I went to the gynecologist recently for my yearly checkup. I’m usually a procrastinator in general, but making this appointment is rarely high on my list of priorities. I know that going to the gynecologist is for preventative maintenance, just like making sure you change the oil in your car every 3,000 miles but don’t most people try to make it to 5,000 miles before changing the oil?
Everyone knows it needs to be done, but nobody I know ever wakes up and goes “Yayyyyy! It’s gynecologist appointment day!”
I get to the doctor’s office and sign in, then head over to the waiting room that is currently hosting several pregnant women and now me. I feel like the new kid in school that everyone stares at because she’s different.
After 40 minutes or so (who’s counting?) the nurse calls me back.
We go through the typical steps. She checks my blood pressure. Normal. Pulse? Normal. Then I get on the scales. I drop my purse, jacket, and take off my shoes. I even remove my Pandora bracelet in fear that it will add another few ounces. I let out all the air in my lungs and lightly step on the scales, like it will take a pound or two off the final result.
“Oh, you’ve gained a few pounds since you were here last year.”
Seriously? Does she not realize that I don’t know my pants are tighter this year than last? Do I need the nurse at my gynecologist’s office bringing that to my attention? This appointment is getting off to a bad start.
I’m already in a bad mood lady just because I have to be here. Don’t push it.
I am led into a little room with all kinds of posters on the walls with pictures of vaginas, birth control, babies in the womb, etc. Wow. This is not helping.
The nurse lays out a gown and sheet and I’m told I’m supposed to strip down to my birthday suit and put on the gown.
After a while, my doctor and his nurse come into the room. He’s new to the practice so I have never met him before. He looks like he just graduated from middle school. And he’s so cheerful that it makes me want to slap him. I’m thinking, “Please don’t be this happy while you are looking up my vajayjay because it will make this experience even more uncomfortable.”
He asks me tons of questions.
How many children have I had? Am I married? What do I do for a living?
Sounds like I’m being picked up at a bar. I squeeze my eyes shut. Please stop the small talk and get this show on the road.
He checks my tiny boobies out to make sure there aren’t any lumps in there. My chest is flatter than the table I’m lying on, and all the while he asks me if I have dogs, isn’t the weather nice today, and whether or not I watch football.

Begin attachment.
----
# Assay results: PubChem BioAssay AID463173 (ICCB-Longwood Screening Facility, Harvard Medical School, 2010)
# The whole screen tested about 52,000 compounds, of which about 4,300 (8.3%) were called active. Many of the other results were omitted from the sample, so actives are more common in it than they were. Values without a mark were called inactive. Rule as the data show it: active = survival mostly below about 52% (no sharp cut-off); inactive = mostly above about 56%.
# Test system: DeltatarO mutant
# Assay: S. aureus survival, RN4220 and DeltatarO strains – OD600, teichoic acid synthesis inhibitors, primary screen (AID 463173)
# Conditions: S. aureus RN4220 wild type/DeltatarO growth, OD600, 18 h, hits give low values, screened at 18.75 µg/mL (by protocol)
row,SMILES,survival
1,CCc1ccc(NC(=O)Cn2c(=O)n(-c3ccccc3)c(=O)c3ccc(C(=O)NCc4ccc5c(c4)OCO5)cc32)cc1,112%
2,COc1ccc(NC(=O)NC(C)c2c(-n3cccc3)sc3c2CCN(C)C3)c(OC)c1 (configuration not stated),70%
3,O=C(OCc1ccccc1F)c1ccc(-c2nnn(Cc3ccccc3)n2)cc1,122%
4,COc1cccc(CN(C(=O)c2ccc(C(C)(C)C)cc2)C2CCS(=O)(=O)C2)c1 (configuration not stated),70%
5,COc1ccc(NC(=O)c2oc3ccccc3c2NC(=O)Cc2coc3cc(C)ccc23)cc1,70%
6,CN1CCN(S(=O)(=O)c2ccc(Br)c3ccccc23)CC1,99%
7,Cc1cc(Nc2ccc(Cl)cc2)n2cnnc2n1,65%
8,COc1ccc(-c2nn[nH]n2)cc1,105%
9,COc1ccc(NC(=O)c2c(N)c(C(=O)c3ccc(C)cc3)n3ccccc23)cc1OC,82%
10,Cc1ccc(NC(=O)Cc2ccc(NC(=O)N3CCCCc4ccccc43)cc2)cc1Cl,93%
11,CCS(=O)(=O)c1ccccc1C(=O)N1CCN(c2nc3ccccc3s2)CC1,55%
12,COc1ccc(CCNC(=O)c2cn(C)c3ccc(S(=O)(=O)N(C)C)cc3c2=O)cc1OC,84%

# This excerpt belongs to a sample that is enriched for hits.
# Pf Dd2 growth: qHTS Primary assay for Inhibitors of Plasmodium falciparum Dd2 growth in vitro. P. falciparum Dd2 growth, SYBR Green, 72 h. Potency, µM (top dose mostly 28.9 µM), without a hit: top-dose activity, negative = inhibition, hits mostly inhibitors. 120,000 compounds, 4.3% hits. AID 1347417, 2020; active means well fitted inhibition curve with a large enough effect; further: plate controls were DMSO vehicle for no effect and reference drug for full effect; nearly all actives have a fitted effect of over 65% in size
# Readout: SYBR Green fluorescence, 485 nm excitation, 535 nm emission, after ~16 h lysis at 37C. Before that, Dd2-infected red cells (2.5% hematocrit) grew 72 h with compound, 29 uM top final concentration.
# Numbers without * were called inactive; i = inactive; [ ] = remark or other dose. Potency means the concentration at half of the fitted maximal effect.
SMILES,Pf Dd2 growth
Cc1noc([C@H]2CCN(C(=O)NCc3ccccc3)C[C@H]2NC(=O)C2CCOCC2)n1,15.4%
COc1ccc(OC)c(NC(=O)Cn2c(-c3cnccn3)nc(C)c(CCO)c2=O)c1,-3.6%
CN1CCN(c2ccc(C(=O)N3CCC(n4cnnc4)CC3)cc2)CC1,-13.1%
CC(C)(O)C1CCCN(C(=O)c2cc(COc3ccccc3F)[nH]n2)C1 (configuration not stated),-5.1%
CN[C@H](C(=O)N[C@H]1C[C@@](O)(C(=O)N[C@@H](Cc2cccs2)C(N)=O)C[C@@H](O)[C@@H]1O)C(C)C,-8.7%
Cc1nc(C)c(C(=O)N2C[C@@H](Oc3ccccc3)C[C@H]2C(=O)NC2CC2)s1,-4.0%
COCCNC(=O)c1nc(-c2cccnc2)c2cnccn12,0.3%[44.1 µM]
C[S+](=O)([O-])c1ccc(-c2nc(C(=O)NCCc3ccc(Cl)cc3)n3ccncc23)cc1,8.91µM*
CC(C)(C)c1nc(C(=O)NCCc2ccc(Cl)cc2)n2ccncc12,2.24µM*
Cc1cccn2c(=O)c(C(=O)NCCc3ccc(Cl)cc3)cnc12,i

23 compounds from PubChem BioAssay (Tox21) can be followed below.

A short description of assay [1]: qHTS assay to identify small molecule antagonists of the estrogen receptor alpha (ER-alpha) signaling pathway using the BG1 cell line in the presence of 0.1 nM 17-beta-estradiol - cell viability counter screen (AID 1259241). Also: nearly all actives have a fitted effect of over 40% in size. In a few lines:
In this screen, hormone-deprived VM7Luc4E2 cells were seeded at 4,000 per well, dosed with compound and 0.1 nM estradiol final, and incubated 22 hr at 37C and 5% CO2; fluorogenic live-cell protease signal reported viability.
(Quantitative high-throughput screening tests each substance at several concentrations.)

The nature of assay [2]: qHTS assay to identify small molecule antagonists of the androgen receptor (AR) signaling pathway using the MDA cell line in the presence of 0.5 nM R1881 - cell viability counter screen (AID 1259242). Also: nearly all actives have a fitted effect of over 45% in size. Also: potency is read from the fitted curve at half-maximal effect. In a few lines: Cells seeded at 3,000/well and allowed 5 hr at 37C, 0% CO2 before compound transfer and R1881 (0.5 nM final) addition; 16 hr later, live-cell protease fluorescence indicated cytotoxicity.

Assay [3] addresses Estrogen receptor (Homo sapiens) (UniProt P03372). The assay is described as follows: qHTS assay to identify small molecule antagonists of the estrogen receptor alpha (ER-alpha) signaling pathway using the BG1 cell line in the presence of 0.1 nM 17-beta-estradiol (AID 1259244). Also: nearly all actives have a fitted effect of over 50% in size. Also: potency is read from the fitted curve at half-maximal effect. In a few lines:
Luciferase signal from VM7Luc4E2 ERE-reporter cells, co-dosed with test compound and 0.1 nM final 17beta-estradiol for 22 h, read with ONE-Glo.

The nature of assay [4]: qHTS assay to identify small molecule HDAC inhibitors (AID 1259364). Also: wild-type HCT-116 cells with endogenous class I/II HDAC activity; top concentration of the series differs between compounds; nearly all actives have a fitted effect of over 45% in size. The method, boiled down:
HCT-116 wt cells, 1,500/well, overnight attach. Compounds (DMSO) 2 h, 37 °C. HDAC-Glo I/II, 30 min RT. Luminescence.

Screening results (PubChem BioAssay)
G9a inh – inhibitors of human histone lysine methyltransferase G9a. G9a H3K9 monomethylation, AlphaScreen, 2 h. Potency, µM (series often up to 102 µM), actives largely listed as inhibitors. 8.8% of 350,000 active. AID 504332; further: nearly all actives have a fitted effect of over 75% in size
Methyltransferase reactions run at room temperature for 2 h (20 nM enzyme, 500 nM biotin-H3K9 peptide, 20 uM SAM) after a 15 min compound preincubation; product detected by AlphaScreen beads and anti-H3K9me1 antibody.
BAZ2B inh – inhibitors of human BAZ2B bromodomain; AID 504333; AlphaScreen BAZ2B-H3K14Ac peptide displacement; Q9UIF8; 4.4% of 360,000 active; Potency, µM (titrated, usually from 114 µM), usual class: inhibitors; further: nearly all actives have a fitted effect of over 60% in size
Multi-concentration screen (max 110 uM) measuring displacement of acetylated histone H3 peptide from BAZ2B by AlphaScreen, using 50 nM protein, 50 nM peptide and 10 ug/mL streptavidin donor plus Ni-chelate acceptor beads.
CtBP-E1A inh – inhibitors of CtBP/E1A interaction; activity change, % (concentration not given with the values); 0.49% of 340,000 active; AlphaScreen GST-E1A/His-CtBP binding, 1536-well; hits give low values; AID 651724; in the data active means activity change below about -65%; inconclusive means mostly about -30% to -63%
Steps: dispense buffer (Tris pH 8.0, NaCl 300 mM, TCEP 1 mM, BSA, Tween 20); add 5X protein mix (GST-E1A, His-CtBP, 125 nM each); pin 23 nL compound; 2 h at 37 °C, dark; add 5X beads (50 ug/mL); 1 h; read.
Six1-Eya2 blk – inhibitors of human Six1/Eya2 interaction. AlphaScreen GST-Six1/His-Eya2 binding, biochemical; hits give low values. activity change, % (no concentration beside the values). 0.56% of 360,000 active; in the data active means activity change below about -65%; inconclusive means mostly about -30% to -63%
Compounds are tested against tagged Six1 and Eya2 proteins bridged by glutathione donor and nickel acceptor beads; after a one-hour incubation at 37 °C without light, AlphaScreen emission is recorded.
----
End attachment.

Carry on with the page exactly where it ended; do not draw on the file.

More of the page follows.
I lay back and he does the “other” part of the exam. My knees are like magnets. They instinctively keep closing back together. It is clear that I am not enjoying this experience.
Then he does an ultrasound to see what my baby makers look like. They are 47 years old so they are probably starting to look like shriveled up raisins, but he says that everything looks good.
“Just please don’t see a heartbeat in there”, I say.
“Oh, nothing to worry about. You’re getting up there in age so unless you are trying to get pregnant, you probably won’t.”
The humiliating part of the exam is over. I can only compare a gynecologist exam to prostate exam. In theory of course, since I don’t have a prostate. You just had someone poking around in your no-no spots and he hasn’t even bought you dinner.
I sit up on the exam table and he asks me more questions.
“How old are you?’
“Just turned 47.”
“Ahh. Are you experiencing hot flashes? Weight gain? Mood swings?”
“Yes. Oh my God, am I dying? What do I have?”
“Oh it’s nothing. You’re probably just experiencing early menopause.”
Early menopause? Seriously? I’m 47! Not 107! Didn’t my grandmother just go through menopause? She’s 96. I’m too young to be going through menopause. Here I was worried he was going to tell me I’m pregnant, and instead he tells me my girly parts are antiquated.
I sit there, stunned, as he goes over other symptoms. These are just some of the fun features of menopause: Hair loss, loss of libido, brittle nails, anxiety, paranoia.
“Oh great”, I think. I’m going to turn into a bitchy, bald, edgy, sweaty, freaked out sex-hater. Sounds like my husband is just going to LOVE the new me.
He asks if I have any more questions. I mumble “no” as I’m still trying to process the fact that he not only insinuated that I’m getting old, but he also just had his hand up my hoo-ha. I sort of feel used.
I could use some chocolate.
And as I’m leaving, Doogie Howser hands me a slip of paper, smiles at me and tells me to have a nice day.
I leave the office and go sit in my car. I look down at the piece of paper.
That little bastard. It’s a prescription for my annual mammogram.